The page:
New tool can detect high risk COVID cases in seconds
A new tool could help doctors identify the risk of death in a patient with COVID-19 in seconds, new research has found.
The 4C tool has been built by a group of researchers from the universities of Edinburgh, Glasgow, Liverpool and Imperial College London, using data from 35,000 patients who were admitted to hospitals in England, Wales and Scotland between February and May this year.
Using data from tests carried out upon their arrival at the hospitals, the researchers identified four distincts groups of people according to risk of death, ranging from low to very high. This included looking at their age, sex, number of pre-existing conditions, respiratory rate on admission, and the results of two blood tests.
One in every hundred patients in the low-risk group was found to be at risk of dying. It was 10 in a hundred patients in the intermediate-risk group, 31 in a hundred in the high-risk group and 62 in a hundred in the very high-risk group.
The tool was then tested and confirmed to be accurate with further data from 22,000 patients hospitalised from the end of May to the end of June.
The researchers say these groupings according to risk of death make new treatment pathways possible, such as treating people in the low-risk group at home, and administering more aggressive treatment to patients in the higher risk groups, like antivirals and early admission to critical care.
The 4C tool can be accessed on a smartphone or computer, and takes just seconds to generate a result.
One problem with 4C is that it can only be used in hospitals and not in the community. Nevertheless it is expected that it will help doctors make fast decisions about care, which could be crucial as cases are predicted to rise with the colder weather alongside the start of the flu season.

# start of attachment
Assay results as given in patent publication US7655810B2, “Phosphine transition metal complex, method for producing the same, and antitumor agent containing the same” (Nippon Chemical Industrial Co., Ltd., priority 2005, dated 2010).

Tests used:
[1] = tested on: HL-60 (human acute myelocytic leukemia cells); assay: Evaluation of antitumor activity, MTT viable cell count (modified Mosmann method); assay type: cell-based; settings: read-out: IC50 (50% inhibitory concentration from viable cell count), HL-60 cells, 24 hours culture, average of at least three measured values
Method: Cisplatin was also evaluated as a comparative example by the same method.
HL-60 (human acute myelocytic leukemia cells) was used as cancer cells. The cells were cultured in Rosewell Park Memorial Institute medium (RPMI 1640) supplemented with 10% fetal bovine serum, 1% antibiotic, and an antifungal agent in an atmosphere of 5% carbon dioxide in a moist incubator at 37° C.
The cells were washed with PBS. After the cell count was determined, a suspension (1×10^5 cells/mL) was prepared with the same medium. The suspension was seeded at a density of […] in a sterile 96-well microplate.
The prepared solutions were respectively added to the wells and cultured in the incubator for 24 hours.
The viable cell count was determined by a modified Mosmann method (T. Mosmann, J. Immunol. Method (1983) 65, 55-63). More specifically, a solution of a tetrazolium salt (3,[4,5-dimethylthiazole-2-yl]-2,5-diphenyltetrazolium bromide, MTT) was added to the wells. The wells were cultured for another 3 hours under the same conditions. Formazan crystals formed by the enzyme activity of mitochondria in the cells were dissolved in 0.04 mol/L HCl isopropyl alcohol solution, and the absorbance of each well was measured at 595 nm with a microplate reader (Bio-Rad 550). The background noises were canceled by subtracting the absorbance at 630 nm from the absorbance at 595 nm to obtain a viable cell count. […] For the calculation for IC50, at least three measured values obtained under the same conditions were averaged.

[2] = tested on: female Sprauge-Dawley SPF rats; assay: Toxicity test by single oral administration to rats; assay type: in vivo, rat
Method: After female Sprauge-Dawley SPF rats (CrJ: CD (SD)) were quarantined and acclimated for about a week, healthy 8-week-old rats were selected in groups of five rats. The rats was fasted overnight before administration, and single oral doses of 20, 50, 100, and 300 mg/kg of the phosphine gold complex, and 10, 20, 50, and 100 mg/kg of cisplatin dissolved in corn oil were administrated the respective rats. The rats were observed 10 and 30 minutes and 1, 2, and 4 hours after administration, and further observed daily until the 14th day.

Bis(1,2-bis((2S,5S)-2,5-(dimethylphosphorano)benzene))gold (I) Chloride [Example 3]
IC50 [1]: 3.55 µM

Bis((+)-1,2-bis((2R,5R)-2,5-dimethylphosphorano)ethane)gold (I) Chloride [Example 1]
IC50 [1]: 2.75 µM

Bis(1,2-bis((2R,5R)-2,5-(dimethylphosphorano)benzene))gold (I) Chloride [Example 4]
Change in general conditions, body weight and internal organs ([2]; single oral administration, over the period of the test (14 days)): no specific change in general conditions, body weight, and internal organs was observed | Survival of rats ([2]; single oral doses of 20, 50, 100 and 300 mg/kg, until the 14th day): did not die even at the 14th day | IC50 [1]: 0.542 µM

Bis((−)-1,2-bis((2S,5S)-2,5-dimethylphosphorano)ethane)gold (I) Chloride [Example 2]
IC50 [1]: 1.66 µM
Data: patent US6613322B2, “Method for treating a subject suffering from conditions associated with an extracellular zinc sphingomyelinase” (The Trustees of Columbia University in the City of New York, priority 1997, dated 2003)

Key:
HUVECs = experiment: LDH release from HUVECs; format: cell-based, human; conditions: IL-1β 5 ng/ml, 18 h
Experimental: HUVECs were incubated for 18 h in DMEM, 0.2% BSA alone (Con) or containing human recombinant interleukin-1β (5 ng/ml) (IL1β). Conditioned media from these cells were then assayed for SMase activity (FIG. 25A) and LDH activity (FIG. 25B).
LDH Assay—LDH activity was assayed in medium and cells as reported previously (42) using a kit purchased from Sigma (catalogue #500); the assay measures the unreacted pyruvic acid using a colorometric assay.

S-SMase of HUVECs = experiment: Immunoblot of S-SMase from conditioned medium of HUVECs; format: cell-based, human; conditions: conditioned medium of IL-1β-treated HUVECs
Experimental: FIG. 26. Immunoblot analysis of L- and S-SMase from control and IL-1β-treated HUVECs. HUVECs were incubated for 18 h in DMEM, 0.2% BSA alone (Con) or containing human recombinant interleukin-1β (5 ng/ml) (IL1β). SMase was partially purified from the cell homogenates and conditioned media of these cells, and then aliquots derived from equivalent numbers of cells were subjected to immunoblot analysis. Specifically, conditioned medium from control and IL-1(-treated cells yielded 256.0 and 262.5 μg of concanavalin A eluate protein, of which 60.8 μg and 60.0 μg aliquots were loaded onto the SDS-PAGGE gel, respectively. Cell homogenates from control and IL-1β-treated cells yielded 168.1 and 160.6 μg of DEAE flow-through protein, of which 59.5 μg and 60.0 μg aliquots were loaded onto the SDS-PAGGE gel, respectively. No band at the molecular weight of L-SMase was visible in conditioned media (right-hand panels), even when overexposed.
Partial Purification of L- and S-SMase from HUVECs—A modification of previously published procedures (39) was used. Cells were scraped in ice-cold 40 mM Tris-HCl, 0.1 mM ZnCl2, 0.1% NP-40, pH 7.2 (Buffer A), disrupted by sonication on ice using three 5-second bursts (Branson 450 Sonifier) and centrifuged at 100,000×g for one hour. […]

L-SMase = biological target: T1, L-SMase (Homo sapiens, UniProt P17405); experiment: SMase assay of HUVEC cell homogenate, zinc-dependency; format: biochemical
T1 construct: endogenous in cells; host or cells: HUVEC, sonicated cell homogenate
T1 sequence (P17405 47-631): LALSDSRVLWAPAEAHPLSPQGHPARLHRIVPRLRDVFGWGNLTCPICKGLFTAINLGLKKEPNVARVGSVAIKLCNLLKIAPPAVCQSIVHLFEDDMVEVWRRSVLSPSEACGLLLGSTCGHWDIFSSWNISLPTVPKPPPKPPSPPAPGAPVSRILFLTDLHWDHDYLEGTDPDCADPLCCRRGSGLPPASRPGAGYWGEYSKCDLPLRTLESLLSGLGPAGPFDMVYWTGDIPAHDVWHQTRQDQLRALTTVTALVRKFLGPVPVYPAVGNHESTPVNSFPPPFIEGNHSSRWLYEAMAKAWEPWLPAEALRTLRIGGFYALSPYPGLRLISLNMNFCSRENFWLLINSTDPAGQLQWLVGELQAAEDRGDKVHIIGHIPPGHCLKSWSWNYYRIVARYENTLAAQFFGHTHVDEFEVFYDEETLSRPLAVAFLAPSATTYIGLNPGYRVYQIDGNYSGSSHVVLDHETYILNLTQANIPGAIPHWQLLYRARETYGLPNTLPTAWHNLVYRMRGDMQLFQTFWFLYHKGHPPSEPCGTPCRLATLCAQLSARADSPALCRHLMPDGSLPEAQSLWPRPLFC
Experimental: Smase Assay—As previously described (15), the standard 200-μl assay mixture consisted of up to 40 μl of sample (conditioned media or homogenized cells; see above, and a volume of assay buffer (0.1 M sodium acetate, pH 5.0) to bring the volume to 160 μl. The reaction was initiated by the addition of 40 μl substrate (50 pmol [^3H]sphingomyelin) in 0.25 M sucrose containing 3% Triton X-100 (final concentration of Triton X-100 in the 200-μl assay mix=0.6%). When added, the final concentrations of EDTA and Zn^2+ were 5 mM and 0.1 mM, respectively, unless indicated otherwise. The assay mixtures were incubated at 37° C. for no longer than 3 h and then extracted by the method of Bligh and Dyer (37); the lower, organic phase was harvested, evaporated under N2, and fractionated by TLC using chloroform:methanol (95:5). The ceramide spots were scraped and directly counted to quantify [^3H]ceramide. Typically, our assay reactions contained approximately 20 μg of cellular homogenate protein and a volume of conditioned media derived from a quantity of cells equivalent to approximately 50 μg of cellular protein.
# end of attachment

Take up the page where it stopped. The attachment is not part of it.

The researchers say this is the first accurate risk tool that has been developed for Covid-19 patients. Previous attempts have had limited success due to small sample sizes - to date this is the world’s largest study of patients with the disease. ISARIC - the group of clinicians and scientists behind the research, have been working in preparation for a pandemic like COVID-19 since 2012.
Professor Calum Semple, Chief Investigator and Professor in Outbreak Medicine and Child Health at the University of Liverpool, said: “This winter is likely to see great pressures on our health services, with staff being redeployed to less familiar acute care areas. In these difficult circumstances the 4C mortality score is likely to be a valuable tool for supporting decisions that allow prompt escalation of care to those most likely to benefit. The scale of success of the ISARIC 4C study is testament to the group’s commitment in preparing for pandemic public health research.”
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